An abundant coffee harvest begins with good trees. Unfortunately, in the Cameroonian village of Oku, most of the trees are 20 to 40 years old. Trees of this age aren’t nearly as productive as younger trees. It is estimated that the old trees in Oku yield only 25% of younger trees’ potential.
Another problem facing the coffee trees in Cameroon, and many other areas of the coffee-producing world, is a disease called “coffee rust.” The American Phytopathological Society states that coffee rust is “the most economically important coffee disease in the world.” It’s a fungus that attacks the leaves of coffee trees, causing them to fall off. The fewer leaves a plant has, the less photosynthetic capacity it has. Since photosynthesis is a primary source of nutrition for plants, trees infected with coffee rust are weakened. The disease results in lower yields in subsequent harvest seasons due to poor tree nutrition. Cameroonian farmers lose up to 40% of their yields to coffee rust.
So, many farmers are taking away 60% of a yield from a crop that yields only 25% of its former potential. Farmers have a lot to gain from younger, healthier trees. The Mocha Joe’s team took our first, small steps toward addressing this issue in 2012, when Kevin (former manager of the organic project) and Philip (our agronomist and Director of Operations in Cameroon) planted a nursery that yielded 5,000 trees, which will be distributed to farmers in 2014. In the meantime, we distributed 2,500 young trees obtained from another nursery. While this number of trees is not enough to replace every old tree on our partners’ farms, it will give many farmers a good start toward increasing their yields. We will be planting 25,000 trees in 2014, which will be distributed the following year. Philip is training some of the farmers we work with to run the nursery.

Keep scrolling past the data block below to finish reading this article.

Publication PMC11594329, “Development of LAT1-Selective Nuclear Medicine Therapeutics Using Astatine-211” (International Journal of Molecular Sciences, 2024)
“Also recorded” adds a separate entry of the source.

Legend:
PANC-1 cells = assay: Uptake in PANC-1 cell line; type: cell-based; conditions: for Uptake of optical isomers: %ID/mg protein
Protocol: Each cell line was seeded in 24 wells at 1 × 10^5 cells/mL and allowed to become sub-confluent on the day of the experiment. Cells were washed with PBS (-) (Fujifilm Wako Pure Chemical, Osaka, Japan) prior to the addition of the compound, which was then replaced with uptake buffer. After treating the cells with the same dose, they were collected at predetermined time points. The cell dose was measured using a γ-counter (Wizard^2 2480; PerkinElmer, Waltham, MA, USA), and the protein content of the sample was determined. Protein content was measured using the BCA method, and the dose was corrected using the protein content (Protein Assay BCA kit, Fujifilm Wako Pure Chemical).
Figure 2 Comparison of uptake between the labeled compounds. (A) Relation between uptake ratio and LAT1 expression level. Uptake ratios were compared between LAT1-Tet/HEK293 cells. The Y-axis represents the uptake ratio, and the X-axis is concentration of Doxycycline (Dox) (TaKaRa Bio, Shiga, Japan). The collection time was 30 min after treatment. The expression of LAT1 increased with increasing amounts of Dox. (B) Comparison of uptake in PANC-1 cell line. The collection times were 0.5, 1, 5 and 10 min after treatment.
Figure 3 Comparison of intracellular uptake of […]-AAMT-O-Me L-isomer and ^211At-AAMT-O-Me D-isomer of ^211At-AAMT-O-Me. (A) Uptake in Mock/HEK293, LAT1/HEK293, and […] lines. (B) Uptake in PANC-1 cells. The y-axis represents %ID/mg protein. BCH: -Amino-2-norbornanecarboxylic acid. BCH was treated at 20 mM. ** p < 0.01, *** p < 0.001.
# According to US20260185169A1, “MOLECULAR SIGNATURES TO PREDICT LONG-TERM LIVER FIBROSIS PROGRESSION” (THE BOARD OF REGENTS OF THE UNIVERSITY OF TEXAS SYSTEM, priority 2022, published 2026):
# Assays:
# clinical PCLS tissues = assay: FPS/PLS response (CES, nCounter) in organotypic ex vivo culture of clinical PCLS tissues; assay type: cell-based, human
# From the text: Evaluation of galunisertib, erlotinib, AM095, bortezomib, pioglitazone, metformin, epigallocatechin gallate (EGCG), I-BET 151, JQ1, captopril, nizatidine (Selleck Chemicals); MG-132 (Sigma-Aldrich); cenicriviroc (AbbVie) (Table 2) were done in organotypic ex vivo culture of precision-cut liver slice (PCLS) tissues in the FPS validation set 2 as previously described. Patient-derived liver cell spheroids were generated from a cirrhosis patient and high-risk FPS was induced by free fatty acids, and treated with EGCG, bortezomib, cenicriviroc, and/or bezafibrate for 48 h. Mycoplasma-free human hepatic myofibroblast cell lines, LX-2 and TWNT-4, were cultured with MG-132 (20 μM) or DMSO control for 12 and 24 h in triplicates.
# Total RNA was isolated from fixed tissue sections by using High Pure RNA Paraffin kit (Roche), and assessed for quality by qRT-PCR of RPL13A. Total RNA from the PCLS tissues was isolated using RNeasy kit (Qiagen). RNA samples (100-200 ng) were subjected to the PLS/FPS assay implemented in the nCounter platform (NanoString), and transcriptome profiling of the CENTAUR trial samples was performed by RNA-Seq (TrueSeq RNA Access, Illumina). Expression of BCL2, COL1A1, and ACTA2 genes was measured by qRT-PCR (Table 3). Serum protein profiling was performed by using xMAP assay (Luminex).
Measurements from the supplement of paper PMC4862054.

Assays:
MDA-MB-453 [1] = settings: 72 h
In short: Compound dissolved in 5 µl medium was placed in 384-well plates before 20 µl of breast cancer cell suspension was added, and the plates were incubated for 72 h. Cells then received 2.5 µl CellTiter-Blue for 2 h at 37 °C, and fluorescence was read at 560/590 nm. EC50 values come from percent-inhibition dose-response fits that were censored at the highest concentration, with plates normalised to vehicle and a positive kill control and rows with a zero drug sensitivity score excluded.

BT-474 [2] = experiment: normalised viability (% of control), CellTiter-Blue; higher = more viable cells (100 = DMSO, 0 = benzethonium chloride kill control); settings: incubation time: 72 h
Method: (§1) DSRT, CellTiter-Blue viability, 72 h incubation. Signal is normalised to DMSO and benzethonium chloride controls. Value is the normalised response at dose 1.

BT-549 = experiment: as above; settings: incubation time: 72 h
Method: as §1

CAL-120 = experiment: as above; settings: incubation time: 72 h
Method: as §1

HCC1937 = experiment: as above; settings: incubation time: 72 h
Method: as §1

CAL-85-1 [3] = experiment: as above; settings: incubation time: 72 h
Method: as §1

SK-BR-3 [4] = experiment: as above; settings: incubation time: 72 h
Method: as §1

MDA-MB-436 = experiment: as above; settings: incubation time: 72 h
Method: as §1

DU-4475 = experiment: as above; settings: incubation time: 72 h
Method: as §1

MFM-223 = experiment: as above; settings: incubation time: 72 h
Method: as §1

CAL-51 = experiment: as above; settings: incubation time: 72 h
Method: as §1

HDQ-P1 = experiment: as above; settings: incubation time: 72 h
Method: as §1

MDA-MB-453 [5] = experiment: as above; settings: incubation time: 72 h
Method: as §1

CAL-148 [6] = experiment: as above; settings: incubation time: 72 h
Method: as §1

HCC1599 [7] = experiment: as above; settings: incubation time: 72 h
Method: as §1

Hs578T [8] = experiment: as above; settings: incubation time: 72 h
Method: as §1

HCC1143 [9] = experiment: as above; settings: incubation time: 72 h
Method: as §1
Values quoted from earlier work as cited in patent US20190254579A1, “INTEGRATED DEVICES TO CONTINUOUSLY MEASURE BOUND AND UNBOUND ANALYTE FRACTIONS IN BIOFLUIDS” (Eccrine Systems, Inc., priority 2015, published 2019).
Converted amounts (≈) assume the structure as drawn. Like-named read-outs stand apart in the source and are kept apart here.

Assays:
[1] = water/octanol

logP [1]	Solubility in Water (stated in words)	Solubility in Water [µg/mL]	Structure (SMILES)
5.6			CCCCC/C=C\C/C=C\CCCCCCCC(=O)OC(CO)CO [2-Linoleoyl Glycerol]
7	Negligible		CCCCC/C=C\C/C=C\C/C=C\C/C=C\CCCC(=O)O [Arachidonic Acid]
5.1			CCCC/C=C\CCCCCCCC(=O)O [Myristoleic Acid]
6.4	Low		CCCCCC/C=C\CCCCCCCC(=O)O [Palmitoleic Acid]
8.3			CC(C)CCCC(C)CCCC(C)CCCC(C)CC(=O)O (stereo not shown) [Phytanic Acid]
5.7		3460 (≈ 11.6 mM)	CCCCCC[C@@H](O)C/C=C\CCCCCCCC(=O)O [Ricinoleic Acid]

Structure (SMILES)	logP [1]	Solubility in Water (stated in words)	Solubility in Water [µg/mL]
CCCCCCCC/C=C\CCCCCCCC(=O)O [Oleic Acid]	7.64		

The trees that are planted in the nursery aren’t only young; they’re resistant to coffee rust. The trees should reach the point of maturity needed to start producing coffee within the next couple of years, bringing more money to farmers and more coffee to the market.